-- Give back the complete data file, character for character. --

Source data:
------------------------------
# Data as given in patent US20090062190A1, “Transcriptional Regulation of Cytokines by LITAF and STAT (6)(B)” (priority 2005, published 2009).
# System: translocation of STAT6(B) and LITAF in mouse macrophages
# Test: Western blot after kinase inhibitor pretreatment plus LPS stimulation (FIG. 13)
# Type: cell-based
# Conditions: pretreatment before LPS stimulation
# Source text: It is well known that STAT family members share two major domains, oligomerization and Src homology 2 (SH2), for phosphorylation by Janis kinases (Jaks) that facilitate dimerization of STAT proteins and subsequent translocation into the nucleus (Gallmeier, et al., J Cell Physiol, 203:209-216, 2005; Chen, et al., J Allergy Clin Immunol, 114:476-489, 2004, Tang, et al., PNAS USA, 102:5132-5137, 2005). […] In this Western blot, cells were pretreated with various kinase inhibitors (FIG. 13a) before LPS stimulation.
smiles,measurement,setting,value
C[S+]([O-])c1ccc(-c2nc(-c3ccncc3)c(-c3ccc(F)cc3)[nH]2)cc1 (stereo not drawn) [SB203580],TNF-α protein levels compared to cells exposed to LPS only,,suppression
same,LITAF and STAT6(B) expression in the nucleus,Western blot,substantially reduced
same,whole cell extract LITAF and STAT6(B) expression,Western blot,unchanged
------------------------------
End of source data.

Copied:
# Data as given in patent US20090062190A1, “Transcriptional Regulation of Cytokines by LITAF and STAT (6)(B)” (priority 2005, published 2009).
# System: translocation of STAT6(B) and LITAF in mouse macrophages
# Test: Western blot after kinase inhibitor pretreatment plus LPS stimulation (FIG. 13)
# Type: cell-based
# Conditions: pretreatment before LPS stimulation
# Source text: It is well known that STAT family members share two major domains, oligomerization and Src homology 2 (SH2), for phosphorylation by Janis kinases (Jaks) that facilitate dimerization of STAT proteins and subsequent translocation into the nucleus (Gallmeier, et al., J Cell Physiol, 203:209-216, 2005; Chen, et al., J Allergy Clin Immunol, 114:476-489, 2004, Tang, et al., PNAS USA, 102:5132-5137, 2005). […] In this Western blot, cells were pretreated with various kinase inhibitors (FIG. 13a) before LPS stimulation.
smiles,measurement,setting,value
C[S+]([O-])c1ccc(-c2nc(-c3ccncc3)c(-c3ccc(F)cc3)[nH]2)cc1 (stereo not drawn) [SB203580],TNF-α protein levels compared to cells exposed to LPS only,,suppression
same,LITAF and STAT6(B) expression in the nucleus,Western blot,substantially reduced
same,whole cell extract LITAF and STAT6(B) expression,Western blot,unchanged